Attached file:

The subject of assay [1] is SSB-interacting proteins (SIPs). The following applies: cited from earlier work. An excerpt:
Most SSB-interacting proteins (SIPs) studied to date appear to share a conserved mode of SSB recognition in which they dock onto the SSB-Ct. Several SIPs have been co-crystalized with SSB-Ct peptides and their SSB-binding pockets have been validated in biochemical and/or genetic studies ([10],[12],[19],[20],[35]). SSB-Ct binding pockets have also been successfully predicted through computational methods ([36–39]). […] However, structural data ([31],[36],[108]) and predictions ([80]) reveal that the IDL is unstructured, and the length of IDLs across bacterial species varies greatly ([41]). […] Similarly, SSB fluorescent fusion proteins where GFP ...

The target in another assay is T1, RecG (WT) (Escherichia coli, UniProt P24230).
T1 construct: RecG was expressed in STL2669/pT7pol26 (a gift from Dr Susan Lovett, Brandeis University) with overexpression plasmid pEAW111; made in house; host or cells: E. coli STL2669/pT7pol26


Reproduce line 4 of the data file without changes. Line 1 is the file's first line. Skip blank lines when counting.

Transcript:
T1 construct: RecG was expressed in STL2669/pT7pol26 (a gift from Dr Susan Lovett, Brandeis University) with overexpression plasmid pEAW111; made in house; host or cells: E. coli STL2669/pT7pol26